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Tips for refinancing your mortgage

  • Story Highlights
  • Mortgage expert says this may be a good time to refinance your home
  • Homeowners need a plan before refinancing
  • Recent change in regulations may complicate refinancing
By John Blake
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CNN -- Brace yourself -- there's actually some good news about the economy.

Now may be a good time to refinance, a mortgage expert says.

Now may be a good time to refinance, a mortgage expert says.

The economic news may be grim on many fronts, but mortgage rates are low. Now may be a good time to refinance for some homeowners.

Rodney Anderson, executive director of Rodney Anderson Lending Services in Plano, Texas, offers advice to homeowners considering refinancing. He has been in the mortgage business for 20 years.

Question 1: Is this a good time to refinance?

Yes, it is still a good time to refinance, for certain people -- it depends on variables like the borrower's financial situation, the purpose of the refinance and the dollar value of the loan.

In general, if you can make up your closing costs within two years, refinancing could be a good idea. Loan value is one of the primary factors in the equation.

For loan amounts above $300,000, refinancing in today's market may make sense if the borrower's current interest rate is over 6.25 percent. For loan values of $200,000 to $300,000, borrowers with interest rates of 6.5 percent or higher may benefit. For loan values of $150,000 to $200,000, those with rates of 6.75 percent or higher may benefit, and those with loan amounts under $150,000 may need a current rate of 7 percent or higher in order for a refinance to make sense.

Question 2: How much can refinancing cost?

Refinancing costs vary, and can range from $2,000 or less, to $20,000 or more, depending on factors like loan value and the amount of discount points associated with the loan. Borrowers should always be mindful of closing costs. Sometimes they may be tempted to pay a lot in points to get a lower rate, but this may not be the best way to go.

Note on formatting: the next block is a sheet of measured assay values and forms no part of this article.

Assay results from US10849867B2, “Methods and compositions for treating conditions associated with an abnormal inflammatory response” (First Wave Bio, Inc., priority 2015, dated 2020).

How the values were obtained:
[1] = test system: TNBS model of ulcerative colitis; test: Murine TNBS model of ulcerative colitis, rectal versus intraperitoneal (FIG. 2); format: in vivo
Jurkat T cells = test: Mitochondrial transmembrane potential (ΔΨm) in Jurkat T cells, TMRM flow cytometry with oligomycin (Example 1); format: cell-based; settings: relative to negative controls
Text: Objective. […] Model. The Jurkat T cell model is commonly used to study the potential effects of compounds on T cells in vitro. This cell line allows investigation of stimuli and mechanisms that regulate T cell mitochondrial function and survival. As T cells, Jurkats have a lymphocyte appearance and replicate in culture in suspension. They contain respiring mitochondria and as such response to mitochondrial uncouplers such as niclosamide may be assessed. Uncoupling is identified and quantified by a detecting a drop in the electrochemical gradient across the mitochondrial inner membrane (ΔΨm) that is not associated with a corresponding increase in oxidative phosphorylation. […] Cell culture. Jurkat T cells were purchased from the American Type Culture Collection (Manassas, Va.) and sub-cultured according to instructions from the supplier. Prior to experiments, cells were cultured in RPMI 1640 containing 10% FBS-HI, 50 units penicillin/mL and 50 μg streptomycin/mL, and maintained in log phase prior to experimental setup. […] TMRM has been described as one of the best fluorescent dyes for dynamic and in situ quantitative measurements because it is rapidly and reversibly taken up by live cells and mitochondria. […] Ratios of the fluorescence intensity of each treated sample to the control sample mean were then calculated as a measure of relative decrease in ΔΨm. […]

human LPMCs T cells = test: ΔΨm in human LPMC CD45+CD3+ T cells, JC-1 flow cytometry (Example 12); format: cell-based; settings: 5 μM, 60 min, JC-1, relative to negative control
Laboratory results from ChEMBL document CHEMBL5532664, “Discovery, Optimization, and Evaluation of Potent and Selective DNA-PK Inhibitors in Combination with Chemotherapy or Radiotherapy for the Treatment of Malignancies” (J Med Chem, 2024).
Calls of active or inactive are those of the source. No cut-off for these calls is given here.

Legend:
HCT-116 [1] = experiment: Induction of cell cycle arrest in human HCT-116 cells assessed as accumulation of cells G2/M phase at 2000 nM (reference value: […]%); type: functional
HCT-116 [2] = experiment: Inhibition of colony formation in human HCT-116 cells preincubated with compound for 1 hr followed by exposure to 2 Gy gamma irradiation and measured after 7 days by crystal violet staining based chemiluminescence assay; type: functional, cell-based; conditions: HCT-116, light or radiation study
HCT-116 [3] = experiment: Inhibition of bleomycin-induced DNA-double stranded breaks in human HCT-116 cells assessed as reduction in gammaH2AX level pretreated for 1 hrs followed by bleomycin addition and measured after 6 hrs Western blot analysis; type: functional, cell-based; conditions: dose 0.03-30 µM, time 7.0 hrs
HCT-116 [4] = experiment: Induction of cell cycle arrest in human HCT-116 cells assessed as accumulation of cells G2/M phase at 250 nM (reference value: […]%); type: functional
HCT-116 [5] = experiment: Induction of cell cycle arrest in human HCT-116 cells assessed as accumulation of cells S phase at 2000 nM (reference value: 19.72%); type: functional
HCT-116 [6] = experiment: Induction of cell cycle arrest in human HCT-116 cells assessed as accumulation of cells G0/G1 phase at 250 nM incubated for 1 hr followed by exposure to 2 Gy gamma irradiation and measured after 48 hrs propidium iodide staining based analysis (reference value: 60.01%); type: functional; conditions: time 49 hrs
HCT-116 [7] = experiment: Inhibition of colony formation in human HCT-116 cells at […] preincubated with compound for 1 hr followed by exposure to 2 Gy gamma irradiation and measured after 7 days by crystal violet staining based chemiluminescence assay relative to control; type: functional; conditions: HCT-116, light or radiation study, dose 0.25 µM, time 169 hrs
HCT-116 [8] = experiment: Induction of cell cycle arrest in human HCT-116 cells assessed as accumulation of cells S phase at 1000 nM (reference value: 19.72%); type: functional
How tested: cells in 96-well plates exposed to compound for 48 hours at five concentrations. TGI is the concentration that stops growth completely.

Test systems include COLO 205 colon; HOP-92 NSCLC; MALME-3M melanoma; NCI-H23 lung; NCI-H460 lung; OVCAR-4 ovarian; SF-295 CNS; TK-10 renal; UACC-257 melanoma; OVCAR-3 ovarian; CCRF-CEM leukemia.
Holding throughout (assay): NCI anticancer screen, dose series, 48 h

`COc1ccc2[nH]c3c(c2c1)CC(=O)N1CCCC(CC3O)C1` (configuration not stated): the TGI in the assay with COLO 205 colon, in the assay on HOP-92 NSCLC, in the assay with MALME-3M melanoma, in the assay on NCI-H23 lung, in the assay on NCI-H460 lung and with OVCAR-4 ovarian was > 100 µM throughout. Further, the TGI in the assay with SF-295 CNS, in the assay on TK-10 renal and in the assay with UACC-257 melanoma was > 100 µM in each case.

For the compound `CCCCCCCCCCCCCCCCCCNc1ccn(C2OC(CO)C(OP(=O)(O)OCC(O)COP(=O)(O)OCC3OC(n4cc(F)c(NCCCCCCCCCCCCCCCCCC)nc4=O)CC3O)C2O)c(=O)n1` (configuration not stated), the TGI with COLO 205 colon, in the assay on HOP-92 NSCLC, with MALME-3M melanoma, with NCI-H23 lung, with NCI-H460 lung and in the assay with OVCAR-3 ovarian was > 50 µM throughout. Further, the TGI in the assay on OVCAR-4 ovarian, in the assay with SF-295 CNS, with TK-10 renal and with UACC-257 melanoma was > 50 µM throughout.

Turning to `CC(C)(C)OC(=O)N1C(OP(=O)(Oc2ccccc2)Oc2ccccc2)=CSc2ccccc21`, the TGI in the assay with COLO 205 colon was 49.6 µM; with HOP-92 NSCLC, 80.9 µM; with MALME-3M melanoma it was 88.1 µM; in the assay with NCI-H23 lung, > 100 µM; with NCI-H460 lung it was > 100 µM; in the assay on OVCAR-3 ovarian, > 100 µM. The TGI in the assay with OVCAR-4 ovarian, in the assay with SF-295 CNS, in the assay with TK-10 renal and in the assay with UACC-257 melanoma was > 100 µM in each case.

Question 3: What advice would you give to a homeowner who is thinking of refinancing?

Get the process started. If you're in the market to refinance, get all of your paperwork in to the lender. That paperwork should include verification of all income and assets, such as tax returns, W2s, paycheck stubs and bank statements.

Rates fluctuate. If you're looking for a particular interest rate, your window of opportunity can be as little as a couple of hours. By getting all of your paperwork in to your lender, you'll be positioned to get pre-approved for the loan so you'll be ready to lock your rate if rates reach your target range.

Question 4: What's the best way for a homeowner to get an appraisal when home values are plummeting?

A good way to keep apprised of the value of your home at no charge is to establish a relationship with a great Realtor in your area. That Realtor can compare your home to others in your area which have sold recently, and can then give you an approximate value.

I would not recommend paying to get a formal appraisal done if you're simply trying to decide whether or not to refinance. There have been recent changes in regulations that impact the appraisal process, and those changes could end up costing borrowers more money if they're not prudent.

If a borrower decides to pay for an appraisal prior to entering into a mortgage transaction, it's very likely that a lender will be unable to use that same appraisal for a mortgage transaction, should the borrower decide to refinance. Therefore, the borrower would end up paying for two appraisals: one that was used to determine whether or not refinancing makes sense, and another to be used for the mortgage transaction.

If a borrower is going to pay for an appraisal, it makes more sense to start the refinance process. That way, the lender will order the appraisal according to regulations, and will be able to use the appraisal that's completed.

Question 5: Should you refinance if you live in a condo?

The condo financing market is challenging right now. There are usually additional costs associated with refinancing a condo, and a lot of the mortgage insurance companies no longer insure condos.

In general, condo owners are expected to have at least 20 to 30 percent in equity in their properties, which isn't necessarily the case with single family residences. If condo owners want to determine if refinancing makes sense, they should make sure to add up to 1.5 in extra discount points to their calculations. While fees may vary, 1.5 points is a good general guideline.

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